including people with disabilities. And of course that means that places
have to be accessible. So were working a lot to try and provide
what I call the three-dimensional equal employment opportunity philosophy
and affirmative action.
I find that every workplace tells a story. It may not be a story of
discrimination, but it may be a story where theres some mismanagement
going on. I want to make sure that my compliance officers are steeped
in the law, and understand how to investigate cases with a real eye
towards accuracy, thoroughness and completeness, so they can serve the
American people and ensure that theres no discrimination going
Johnson: When and why did you hire the 200 compliance workers, and does
that mean that your staff is actually closer to 1,000 now?
Shiu: Its actually around 750. The 200 compliance workers were
hired when President Obama was elected, because of his commitment to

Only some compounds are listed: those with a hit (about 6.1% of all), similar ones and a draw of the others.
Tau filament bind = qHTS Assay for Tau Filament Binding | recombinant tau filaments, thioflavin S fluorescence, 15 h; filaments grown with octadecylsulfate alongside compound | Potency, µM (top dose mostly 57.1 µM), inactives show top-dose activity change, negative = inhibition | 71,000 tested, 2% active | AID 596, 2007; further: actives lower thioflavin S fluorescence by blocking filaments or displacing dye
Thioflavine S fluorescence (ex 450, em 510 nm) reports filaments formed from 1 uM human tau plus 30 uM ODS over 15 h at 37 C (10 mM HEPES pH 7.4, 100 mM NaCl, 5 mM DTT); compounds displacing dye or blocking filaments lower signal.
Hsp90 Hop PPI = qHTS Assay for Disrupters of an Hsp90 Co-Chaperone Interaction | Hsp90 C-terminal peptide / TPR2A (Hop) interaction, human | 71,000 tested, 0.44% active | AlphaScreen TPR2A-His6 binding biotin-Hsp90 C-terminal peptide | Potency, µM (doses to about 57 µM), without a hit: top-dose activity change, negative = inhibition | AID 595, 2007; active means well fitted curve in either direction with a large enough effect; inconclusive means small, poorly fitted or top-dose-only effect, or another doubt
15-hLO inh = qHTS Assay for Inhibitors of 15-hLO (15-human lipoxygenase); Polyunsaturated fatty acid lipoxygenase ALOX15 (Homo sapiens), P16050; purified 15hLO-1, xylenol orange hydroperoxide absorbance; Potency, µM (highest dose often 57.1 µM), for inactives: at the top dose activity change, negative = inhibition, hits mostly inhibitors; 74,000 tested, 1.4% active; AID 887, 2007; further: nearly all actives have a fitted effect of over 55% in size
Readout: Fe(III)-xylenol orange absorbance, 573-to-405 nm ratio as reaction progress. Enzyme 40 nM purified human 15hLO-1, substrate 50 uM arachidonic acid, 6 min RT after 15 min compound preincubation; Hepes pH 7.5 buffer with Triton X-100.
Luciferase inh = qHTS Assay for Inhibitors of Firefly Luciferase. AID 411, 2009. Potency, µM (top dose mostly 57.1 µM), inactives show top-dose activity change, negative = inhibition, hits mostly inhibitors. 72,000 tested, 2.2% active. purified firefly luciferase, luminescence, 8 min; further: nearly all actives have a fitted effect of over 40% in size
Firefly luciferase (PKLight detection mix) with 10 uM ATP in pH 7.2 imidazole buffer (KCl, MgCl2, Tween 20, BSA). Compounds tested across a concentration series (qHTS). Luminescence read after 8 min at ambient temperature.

civil rights. Those 200 employees had been essentially laid off over
a number of years, and they were backfilled.
Between the OFCCP, the Equal Employment Opportunity Commission and the
Department of Justice, we are working together as one federal civil
rights government on one civil rights agenda, which hasnt been
done for almost 50 years. We share resources; we cross train; we talk
to each otherand I dont mean at just the top levels; it
goes on at our compliance officer level and investigator levels, as
Hoskins: Why is it necessary to update the federal contractor rules
dealing with recruitment and hiring of people with disabilities?
Shiu: They are sorely out of date, and to be quite honest with you,
they have focused on good-faith efforts for affirmative action and process-oriented
steps that federal contractors could take to increase the number of
people with disabilities. But I think the numbers show that over the
past 40 years, people with disabilities have among the highest of unemployment
rates, and its time for us to get serious about this.
Good-faith efforts havent worked. What gets measured gets done.
This is not something new in terms of the goals that were setting,
which of course are aspirational but enforceableenforceable because
we can enforce the actions that are taken or not taken with respect
to getting to the goal. These are the sort of things that weve
done to measure progress with regards to race and gender for many, many
Were opening the doors for federal contractors who, up to this